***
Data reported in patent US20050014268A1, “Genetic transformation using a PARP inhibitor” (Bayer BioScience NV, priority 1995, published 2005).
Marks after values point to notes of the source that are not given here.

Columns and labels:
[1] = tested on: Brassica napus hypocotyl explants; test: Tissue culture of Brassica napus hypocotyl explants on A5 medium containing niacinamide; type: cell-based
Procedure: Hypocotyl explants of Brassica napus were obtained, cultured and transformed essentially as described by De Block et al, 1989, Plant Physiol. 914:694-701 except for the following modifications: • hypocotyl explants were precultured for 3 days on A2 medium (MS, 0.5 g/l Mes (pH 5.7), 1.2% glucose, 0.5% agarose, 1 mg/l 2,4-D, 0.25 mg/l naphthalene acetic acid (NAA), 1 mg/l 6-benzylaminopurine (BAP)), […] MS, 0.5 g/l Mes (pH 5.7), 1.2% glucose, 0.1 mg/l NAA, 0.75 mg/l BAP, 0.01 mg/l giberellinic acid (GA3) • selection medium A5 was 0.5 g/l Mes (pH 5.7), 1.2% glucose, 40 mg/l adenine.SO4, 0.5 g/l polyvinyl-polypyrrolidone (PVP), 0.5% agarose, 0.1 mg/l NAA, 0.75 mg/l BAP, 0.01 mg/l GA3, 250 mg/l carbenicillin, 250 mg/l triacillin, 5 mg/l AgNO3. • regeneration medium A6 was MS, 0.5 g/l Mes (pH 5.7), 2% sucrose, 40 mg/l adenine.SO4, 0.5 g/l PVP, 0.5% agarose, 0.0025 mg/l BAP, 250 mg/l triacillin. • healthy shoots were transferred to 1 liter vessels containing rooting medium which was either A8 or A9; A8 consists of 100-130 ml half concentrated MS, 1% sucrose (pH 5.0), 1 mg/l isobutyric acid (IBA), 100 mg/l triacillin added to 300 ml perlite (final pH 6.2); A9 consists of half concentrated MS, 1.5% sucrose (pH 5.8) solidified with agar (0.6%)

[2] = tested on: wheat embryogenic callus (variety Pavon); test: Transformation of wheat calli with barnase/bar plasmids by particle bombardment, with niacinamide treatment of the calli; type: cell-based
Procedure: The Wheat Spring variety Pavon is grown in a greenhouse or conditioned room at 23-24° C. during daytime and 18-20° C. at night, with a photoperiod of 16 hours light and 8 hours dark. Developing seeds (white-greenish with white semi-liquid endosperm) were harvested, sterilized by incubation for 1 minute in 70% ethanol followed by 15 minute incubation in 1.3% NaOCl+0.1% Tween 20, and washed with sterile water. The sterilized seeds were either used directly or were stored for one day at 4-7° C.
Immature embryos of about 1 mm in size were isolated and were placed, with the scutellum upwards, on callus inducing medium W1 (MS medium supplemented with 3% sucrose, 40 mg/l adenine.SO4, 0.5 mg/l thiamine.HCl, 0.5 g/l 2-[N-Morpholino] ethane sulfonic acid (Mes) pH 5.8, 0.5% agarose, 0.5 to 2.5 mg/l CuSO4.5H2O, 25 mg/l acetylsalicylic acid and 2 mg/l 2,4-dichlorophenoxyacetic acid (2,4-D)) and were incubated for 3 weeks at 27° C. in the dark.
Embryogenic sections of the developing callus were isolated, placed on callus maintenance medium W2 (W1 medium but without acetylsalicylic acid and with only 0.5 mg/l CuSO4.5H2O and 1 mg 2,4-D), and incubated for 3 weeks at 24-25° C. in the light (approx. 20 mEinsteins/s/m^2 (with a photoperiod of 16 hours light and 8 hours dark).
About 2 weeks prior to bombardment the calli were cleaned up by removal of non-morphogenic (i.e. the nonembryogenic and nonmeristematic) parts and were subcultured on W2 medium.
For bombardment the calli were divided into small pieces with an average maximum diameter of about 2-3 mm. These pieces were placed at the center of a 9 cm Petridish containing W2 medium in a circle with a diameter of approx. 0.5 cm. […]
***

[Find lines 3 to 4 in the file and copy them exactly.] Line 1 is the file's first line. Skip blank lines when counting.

Columns and labels:
[1] = tested on: Brassica napus hypocotyl explants; test: Tissue culture of Brassica napus hypocotyl explants on A5 medium containing niacinamide; type: cell-based